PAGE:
When do we need endurance? When we are going really hard? When we are going really fast? When we are going really far? 

There is great discomfort in any of these and that discomfort needs to be overcome to finish, Maybe we need endurance in all three, but a different kind in each. 


Definition Of Endurance

As part of my progressively more difficult (for me) run training I need to do speed work, and hill work, and long distance work that are all quite uncomfortable. In order to improve self-discipline to stay in the work I’ve assigned myself I’ve been meditating on this definition of endurance:

Endurance is the ability to resist the increasingly intense urge to quit. This echoes the original version from researcher Samuele Marcora (described in Alex Hutchinson’s article in Outdoor Magazine and in his book Endure) that says, endurance is “the struggle to continue against a mounting desire to stop.”

That urge to quit may culminate in a tough debate in my head, but it starts with extremely unpleasant sensations in the body, that threaten to keep getting more unpleasant if I persist. The urge to quit is first a flood of sensation in the body, and second a thought in the mind. My mind reacts to the bodily discomfort, with at least two sides starting to argue – one side wanting to go on, the other side wanting to quit. 

And quitting could be defined as totally stopping, or just backing down, away from that extremely uncomfortable level of effort, taking it slightly more easy. Any of those would be a failure to do the work that needs to be done, to get my body ready for the event ahead.

Photo by David Marcu on Unsplash

Improving Endurance

With this definition setting the stage I see two two sides to improving endurance:

There are the sensations that arise in the body. I can work on decreasing the unpleasant sensations in the body – having them develop more slowly and becoming less intense as they do.  

There are urges that arise in the mind. I can work on increasing my strength and technique to resist that urge a bit longer than before, even as it gets more intense.  

The key is recognizing there is space between those two, and that I can do something to expand that space. 

To make room on the first side, I must simply do the work to become more fit in ways that are specific to the event I am training for. I find confirmation that I have more fitness than before when I see that I can go as hard (as fast, as long) and feel less discomfort than I did before, or at the same discomfort level I can go a bit harder (faster, longer) than I did before. 

To make room on the second side, I must work on my interpretation of those signals, and the narrative I use to describe the discomfort and prescribe my response to it. I do this through mindfulness training. I learn to see the signals, not as threats, but as useful information from a body that is wise, yet knows only part of my situation. The positive and meaningful narrative I’ve developed around my goal, and my education on what the body can safely do can complement the information coming from my body, giving me more confidence to keep going.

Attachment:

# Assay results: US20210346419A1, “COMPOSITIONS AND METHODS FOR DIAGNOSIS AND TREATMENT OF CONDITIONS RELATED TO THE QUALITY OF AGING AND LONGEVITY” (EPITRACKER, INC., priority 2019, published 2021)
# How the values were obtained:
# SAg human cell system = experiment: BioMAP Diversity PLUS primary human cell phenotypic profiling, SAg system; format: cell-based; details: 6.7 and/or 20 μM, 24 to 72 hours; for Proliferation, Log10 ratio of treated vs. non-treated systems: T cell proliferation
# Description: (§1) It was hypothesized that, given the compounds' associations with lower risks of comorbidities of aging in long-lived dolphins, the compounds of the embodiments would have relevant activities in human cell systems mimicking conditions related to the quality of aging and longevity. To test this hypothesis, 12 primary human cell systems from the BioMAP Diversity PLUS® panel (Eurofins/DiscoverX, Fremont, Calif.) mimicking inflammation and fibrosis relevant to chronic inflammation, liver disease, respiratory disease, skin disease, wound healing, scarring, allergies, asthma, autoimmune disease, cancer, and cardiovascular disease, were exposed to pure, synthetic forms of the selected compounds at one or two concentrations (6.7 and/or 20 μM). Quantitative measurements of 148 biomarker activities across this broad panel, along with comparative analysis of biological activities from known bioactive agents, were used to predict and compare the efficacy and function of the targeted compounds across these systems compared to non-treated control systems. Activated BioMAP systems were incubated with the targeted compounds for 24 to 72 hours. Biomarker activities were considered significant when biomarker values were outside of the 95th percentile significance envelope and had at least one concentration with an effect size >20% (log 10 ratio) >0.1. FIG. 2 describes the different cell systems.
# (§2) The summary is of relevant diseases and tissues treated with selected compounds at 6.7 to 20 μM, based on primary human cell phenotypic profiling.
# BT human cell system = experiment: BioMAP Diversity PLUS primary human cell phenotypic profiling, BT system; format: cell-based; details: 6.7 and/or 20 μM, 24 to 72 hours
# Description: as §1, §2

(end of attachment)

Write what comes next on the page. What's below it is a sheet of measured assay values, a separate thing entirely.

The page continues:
Kinds and Quality Of Endurance

There is a kind of intense discomfort I experience when running one mile at my top speed. There is another kind of intense discomfort I feel when I run 10K at top pace. And another kind of intense discomfort I feel when I run for as far as I can go, 50K and beyond. Each requires a form of endurance to resist their particular blend of intensifying urges to quit. (It’s easier to specialize in just one event and develop a suitable form of endurance for it).

As I get more fit in body, the signals are quieted a bit when going at the same speed, which gives me room to speed up a bit more or go a bit farther, taking me back up to the limits of my endurance. That’s the kind of fitness everyone knows they need to train for.

As I get more fit in mind, the way I perceive and interact with the signals becomes more peaceful. I find that I can accept them and continue on longer than before, though they are as intense as they ever have been. That’s the kind of fitness that only some people seem to know they can work on.

Endurance is the ability to keep going, which can be measured in terms of quantity – how must faster or how much farther I can go. But endurance also has this quality to it, enabling me to keep going in a certain way. I can develop a different relationship to the discomfort, not merely tolerate it. That takes into account both the body and the mind within it. 


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